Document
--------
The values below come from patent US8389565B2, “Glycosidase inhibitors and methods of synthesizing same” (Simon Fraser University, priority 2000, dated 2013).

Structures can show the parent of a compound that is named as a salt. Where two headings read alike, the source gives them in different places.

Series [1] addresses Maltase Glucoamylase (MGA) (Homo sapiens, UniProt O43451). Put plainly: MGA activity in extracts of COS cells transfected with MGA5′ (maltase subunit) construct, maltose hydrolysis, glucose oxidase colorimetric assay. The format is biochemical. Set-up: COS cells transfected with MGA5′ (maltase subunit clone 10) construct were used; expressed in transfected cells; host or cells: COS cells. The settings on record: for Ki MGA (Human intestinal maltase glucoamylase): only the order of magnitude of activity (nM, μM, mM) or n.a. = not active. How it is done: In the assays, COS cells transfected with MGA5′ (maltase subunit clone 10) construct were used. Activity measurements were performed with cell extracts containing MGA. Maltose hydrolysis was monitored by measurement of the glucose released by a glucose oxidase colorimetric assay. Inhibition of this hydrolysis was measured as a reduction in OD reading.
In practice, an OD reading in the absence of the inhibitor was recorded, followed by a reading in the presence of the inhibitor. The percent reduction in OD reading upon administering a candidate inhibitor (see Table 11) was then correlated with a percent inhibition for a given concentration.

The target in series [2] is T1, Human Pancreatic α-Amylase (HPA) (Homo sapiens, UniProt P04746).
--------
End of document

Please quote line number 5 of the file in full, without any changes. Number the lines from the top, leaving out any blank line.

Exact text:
The target in series [2] is T1, Human Pancreatic α-Amylase (HPA) (Homo sapiens, UniProt P04746).